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Binary Search, as we all know requires the elements to be sorted. But we have to take care of unsorted elements too, in the worst case. If the input size is very large, is it a good idea to sort the elements everytime? Can we not just check the elements that they are not sorted or not and proceed to sorting and proceed to sorting only if they are unsorted?

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It makes some sense to keep a known-sorted range and an unsorted range, with all new items in the unsorted range. That way, you can get O(n log m) rather than O(n log n) - where m is the size of the unsorted part - for sorting before searching. Sort the unsorted part, then do a merge to combine the two sorted ranges. Other than that - as ratchet freak says, confirming that a collection is sorted is as slow as doing a linear search into an unsorted collection anyway - you end up replacing an O(n) search with an O(n + log n) check-then-search, even assuming that the collection is always sorted. –  Steve314 May 24 '13 at 13:17

3 Answers 3

checking if a list is sorted defeats the purpose of the binary search (using less comparisons for a O(log n) running time instead of a O(n))

you are better of doing a linear search if you can't be sure the list is already sorted

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I had to deal with something similar a long time ago.

Maintain a large sorted file and a small unsorted file. The small one contains items that haven't been merged in yet. Search the small one first, and, if that fails, then search the large one. "Every so often", like when the small file gets to be a certain fraction of the size of the large file, sort the small file and then merge it with the large one.

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I was facing this problem just yesterday. Here are three bits of info I can offer that may help:

  1. Try to keep a database view of the data you need to query that is always sorted. For example, I had a huge (500k records), unsorted data table that contained, among other things, a column for CompanyName. In my application, I needed to search these records based on a given company name, which is ripe for a binary search. I simply created a sorted SQL view that contains only the CompanyName and the id (which is the primary key in the original table`. Now I query that directly from the application and get the result in under 10ms.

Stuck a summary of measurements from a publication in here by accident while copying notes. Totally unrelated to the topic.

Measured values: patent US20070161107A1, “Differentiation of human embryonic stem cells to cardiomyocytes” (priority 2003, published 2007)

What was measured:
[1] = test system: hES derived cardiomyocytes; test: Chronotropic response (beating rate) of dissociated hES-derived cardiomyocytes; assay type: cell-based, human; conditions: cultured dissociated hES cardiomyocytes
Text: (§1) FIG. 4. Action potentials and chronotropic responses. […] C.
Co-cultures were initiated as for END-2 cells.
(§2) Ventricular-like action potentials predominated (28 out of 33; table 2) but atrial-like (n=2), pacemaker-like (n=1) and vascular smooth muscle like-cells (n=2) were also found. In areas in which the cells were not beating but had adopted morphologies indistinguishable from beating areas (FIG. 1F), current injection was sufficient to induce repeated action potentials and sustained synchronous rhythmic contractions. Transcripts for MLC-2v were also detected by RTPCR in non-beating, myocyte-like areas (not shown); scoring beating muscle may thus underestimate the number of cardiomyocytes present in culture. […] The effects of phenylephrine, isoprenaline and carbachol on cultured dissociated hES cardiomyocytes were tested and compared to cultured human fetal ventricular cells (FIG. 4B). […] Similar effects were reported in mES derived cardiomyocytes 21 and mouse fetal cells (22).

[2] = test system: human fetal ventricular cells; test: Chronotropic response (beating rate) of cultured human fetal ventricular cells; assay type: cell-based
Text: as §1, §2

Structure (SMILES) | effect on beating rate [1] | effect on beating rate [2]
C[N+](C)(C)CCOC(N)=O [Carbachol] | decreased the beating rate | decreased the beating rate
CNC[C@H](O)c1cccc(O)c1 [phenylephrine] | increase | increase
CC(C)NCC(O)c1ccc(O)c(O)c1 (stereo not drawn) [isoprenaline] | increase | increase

2. If you can't ensure ahead of time that your data set is sorted, then make good use of hashtables and look into the "Quick Sort" algorithm. This is a O(log n) algorithm so if you run it first and then a binary search against your data it is surely faster than a linear search.
  3. Also, try to make good use of caching--if you have already sorted a given dataset, there is no reason to do it again for the next query against it.

Good luck!

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Quick sort is between O(n log n) and O(n^2). –  whatsisname May 24 '13 at 16:00
    
Fair point, but not the case if the sort is paralleled. I happen to use C# which has an extension method (.AsParallel()) that makes this process trivial. Either way, the points I made above are still valid even if my O(log n) assessment is arguably incorrect. –  Matthew Patrick Cashatt May 24 '13 at 16:36

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